Performances of baroque music, let alone Vivaldi operas , are an extremely rare occurrence in Greece. This is why a concert performance of one of Vivaldi’s great operatic masterpieces “Orlando Furioso” was such an important event, especially when conducted by Yiorgos Petrou one of the most charismatic baroque (and not only) conductor of our time, and of the Armonia Atenea Orchestra.
Petrou had under his baton an array of specialist singers, all dedicated to baroque music.
    The title role was sung by Nicholas Tamagna, one of the most accomplished counter tenor I have heard. His voice is supple, yet dramatic when needed, which easily handles the coloratura passages of the score. Above all he really has a deep feeling and understanding of the music he sings, something that was an underlying element throughout his performance, demonstrating as well his acting abilities, how I would love to have seen him in a fully staged performance of the piece. His rendition of his big aria “sorge l’irato nembo, was perfection , but where his vocal and dramatic abilities really shone , were at Orlando’s mad scene were he really excelled both vocally and dramatically. He is a model Orlando, and I hope that he will soon return to sing here again.
P.S I loved the jacket…
    Mary Elen Nesi sung the role of Alcina with her usual musicality, dramatically aloof, but with many poetic moments.She is an expert in this kind of music having made a well deserved International career, and many recordings in her arsenal. 
Mirsini Margariti (who had a very bad cold the day of the performance) was an astonishing Angelica. I must say that I heard her voice in great form, with crystal clear notes, a real joy to the ear, which goes to say a lot about her impeccable technique.
    I liked a lot the voice of Sonja Runje, a young healthy voice, which I felt she somehow kept it back, I think that she has great top notes which she needs to display more freely. Her singing was impeccable with beautiful phrases and lyric moments.
    From the moment David DQ Lee open his mouth , I was blown away. Rarely have I heard, if at all, such a beautyful male soprano voice. The accuracy of his singing , his detailed attention to every nuance of the music, was a real lesson in singing. His rendition of “sol da te mio dolce ardor” (accompanied in the flute by the excellent Zaharias Tarpagos), brought tears to my eyes. He never faulted for a moment and delivered an absolutely unique performance.
    Marita Paparizou, who sung the role of Medoro, ( in 2003 she sung the title role at the Greek National Opera ) , put the missing link that is so often missing in performances of Baroque Operas, especially those of Vivaldi and Haendel, as she amply demonstrated in her CD “Vivaldi ma non solo” with the great exponent of Vivaldi’s music , Maestro Claudio Scimone, to whom by the way we owe the revival of Orlando Furioso, and who’s recording of the opera remains in my mind the definitive recording of the piece.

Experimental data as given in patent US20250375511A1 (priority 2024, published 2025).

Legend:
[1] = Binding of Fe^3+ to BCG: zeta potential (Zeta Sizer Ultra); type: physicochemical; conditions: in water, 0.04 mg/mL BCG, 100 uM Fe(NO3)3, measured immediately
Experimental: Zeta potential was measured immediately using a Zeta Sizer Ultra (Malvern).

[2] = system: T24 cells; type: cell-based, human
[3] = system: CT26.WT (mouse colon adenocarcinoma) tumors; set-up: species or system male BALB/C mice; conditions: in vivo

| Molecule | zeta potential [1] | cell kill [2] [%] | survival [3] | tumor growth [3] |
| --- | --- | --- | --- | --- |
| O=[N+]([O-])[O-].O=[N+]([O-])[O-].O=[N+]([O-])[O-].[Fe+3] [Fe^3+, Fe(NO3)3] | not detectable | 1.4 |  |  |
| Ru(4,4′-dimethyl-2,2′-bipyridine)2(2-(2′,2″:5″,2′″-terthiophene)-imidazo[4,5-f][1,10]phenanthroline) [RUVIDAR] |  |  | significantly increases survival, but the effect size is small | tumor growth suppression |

Contralto voices are a perfect fit for Vivaldi’s stage works. The role of Medoro was sung originally by the “Contralto” Castrato Casimiro Pignotti, and if one sees the original score, the roles of Alcina, Bradamante, Medoro and Ruggiero, which is four out of the six female voices used, one can realize the importance of the real contralto voice in this opera, such as M.Paparizou possess, a voice that is very rarely found today since it’s range is between below middle C to the second F above middle C , and at some cases some voices are able to reach the D below middle C or the second B flat above middle C. According to some musicologists the Contralto voice can be divided in three types, Coloratura, Lyric and Dramatic.Roles such as Cenerentola, Dona del Lago, Arsace, Rosina, Rosmira in Haendel’s Partenope, Tancredi, Ulrica, Orfeo (Gluck), Orsini (Lucrezia Borgia), Maddalena (Rigoletto) Italiana in Algeri, Margrete (Wozzeck), and many other operas are scored for Contralto voices.
 M.Paparizou’s performance was therefore a real treat, since one can rarely come across such voices in performances. She sung with an exceptional agility and ease through the difficult coloratura passages of her big aria “Rompo i ceppi” demonstrating her specialty for this music. It was a real joy to hear such a rare and accomplished voice with such effortlessly produced top and low notes which reached a low E.
   The young baritone Marios Sarantidis, sung the role of Astolfo with poise and a beautiful ringing voice, with excellent phrasing and sensitivity. His voice suits perfectly the music of Vivaldi, it is supple and noble.
  Yiorgos Petrou music direction produced a lush and strong sound from the Orchestra which is by now familiar with this repertoire, since it has travelled all over the world with it. His conducting was dramatic, supple, and lyrical surfacing all the emotions of the score. It was a real joy to listen to such an accomplished performance one didn’t really want the performance to end. A well deserved warm applause at the end, and what in my mind was more important, we all came out of the Concert Hall happy and elated, isn’t that after all what music is all about ?